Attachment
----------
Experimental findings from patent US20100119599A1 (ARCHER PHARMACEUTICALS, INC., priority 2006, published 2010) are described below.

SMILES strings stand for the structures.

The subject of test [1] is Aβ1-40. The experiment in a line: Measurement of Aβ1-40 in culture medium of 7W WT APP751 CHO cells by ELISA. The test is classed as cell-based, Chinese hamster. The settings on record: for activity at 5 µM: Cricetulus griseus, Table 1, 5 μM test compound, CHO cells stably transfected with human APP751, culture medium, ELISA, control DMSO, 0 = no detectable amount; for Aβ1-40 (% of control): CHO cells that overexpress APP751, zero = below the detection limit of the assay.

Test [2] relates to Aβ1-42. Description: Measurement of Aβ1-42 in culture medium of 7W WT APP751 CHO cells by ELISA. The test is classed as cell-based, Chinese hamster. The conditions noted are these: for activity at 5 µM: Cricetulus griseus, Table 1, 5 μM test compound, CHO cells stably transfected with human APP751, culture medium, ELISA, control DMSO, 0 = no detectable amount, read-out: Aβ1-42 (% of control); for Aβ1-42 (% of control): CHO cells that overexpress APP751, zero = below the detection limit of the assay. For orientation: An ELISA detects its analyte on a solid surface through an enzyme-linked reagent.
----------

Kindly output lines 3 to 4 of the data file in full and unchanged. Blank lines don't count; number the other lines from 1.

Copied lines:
The subject of test [1] is Aβ1-40. The experiment in a line: Measurement of Aβ1-40 in culture medium of 7W WT APP751 CHO cells by ELISA. The test is classed as cell-based, Chinese hamster. The settings on record: for activity at 5 µM: Cricetulus griseus, Table 1, 5 μM test compound, CHO cells stably transfected with human APP751, culture medium, ELISA, control DMSO, 0 = no detectable amount; for Aβ1-40 (% of control): CHO cells that overexpress APP751, zero = below the detection limit of the assay.

Test [2] relates to Aβ1-42. Description: Measurement of Aβ1-42 in culture medium of 7W WT APP751 CHO cells by ELISA. The test is classed as cell-based, Chinese hamster. The conditions noted are these: for activity at 5 µM: Cricetulus griseus, Table 1, 5 μM test compound, CHO cells stably transfected with human APP751, culture medium, ELISA, control DMSO, 0 = no detectable amount, read-out: Aβ1-42 (% of control); for Aβ1-42 (% of control): CHO cells that overexpress APP751, zero = below the detection limit of the assay. For orientation: An ELISA detects its analyte on a solid surface through an enzyme-linked reagent.